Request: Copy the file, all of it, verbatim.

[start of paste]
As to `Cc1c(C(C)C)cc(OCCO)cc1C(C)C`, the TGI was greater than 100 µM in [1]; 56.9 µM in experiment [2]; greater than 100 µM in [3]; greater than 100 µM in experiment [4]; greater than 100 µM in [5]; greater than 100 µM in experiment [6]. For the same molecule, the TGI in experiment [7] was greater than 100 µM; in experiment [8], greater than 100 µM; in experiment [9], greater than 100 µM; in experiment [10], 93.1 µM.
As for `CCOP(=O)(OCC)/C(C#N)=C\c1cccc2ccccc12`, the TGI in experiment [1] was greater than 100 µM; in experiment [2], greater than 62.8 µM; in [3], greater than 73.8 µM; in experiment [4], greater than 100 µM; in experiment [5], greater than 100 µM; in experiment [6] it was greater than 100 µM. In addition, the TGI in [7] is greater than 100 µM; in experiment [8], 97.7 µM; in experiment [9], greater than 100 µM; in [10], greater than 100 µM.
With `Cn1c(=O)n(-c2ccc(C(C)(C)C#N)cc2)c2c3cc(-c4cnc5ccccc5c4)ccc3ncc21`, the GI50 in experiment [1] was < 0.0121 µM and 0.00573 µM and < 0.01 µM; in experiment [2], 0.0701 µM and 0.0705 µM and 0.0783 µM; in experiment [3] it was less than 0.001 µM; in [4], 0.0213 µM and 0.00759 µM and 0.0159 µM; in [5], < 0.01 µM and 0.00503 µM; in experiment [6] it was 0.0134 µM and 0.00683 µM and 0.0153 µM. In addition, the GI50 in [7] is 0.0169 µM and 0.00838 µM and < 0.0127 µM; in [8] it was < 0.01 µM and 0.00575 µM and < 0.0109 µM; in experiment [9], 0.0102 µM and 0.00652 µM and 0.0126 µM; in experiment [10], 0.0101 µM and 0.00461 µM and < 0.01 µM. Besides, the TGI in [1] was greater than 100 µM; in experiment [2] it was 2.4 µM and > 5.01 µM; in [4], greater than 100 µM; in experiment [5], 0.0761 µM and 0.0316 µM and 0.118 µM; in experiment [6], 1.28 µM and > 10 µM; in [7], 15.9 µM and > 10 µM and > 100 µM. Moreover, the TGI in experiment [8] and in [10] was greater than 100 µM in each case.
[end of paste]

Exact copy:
As to `Cc1c(C(C)C)cc(OCCO)cc1C(C)C`, the TGI was greater than 100 µM in [1]; 56.9 µM in experiment [2]; greater than 100 µM in [3]; greater than 100 µM in experiment [4]; greater than 100 µM in [5]; greater than 100 µM in experiment [6]. For the same molecule, the TGI in experiment [7] was greater than 100 µM; in experiment [8], greater than 100 µM; in experiment [9], greater than 100 µM; in experiment [10], 93.1 µM.
As for `CCOP(=O)(OCC)/C(C#N)=C\c1cccc2ccccc12`, the TGI in experiment [1] was greater than 100 µM; in experiment [2], greater than 62.8 µM; in [3], greater than 73.8 µM; in experiment [4], greater than 100 µM; in experiment [5], greater than 100 µM; in experiment [6] it was greater than 100 µM. In addition, the TGI in [7] is greater than 100 µM; in experiment [8], 97.7 µM; in experiment [9], greater than 100 µM; in [10], greater than 100 µM.
With `Cn1c(=O)n(-c2ccc(C(C)(C)C#N)cc2)c2c3cc(-c4cnc5ccccc5c4)ccc3ncc21`, the GI50 in experiment [1] was < 0.0121 µM and 0.00573 µM and < 0.01 µM; in experiment [2], 0.0701 µM and 0.0705 µM and 0.0783 µM; in experiment [3] it was less than 0.001 µM; in [4], 0.0213 µM and 0.00759 µM and 0.0159 µM; in [5], < 0.01 µM and 0.00503 µM; in experiment [6] it was 0.0134 µM and 0.00683 µM and 0.0153 µM. In addition, the GI50 in [7] is 0.0169 µM and 0.00838 µM and < 0.0127 µM; in [8] it was < 0.01 µM and 0.00575 µM and < 0.0109 µM; in experiment [9], 0.0102 µM and 0.00652 µM and 0.0126 µM; in experiment [10], 0.0101 µM and 0.00461 µM and < 0.01 µM. Besides, the TGI in [1] was greater than 100 µM; in experiment [2] it was 2.4 µM and > 5.01 µM; in [4], greater than 100 µM; in experiment [5], 0.0761 µM and 0.0316 µM and 0.118 µM; in experiment [6], 1.28 µM and > 10 µM; in [7], 15.9 µM and > 10 µM and > 100 µM. Moreover, the TGI in experiment [8] and in [10] was greater than 100 µM in each case.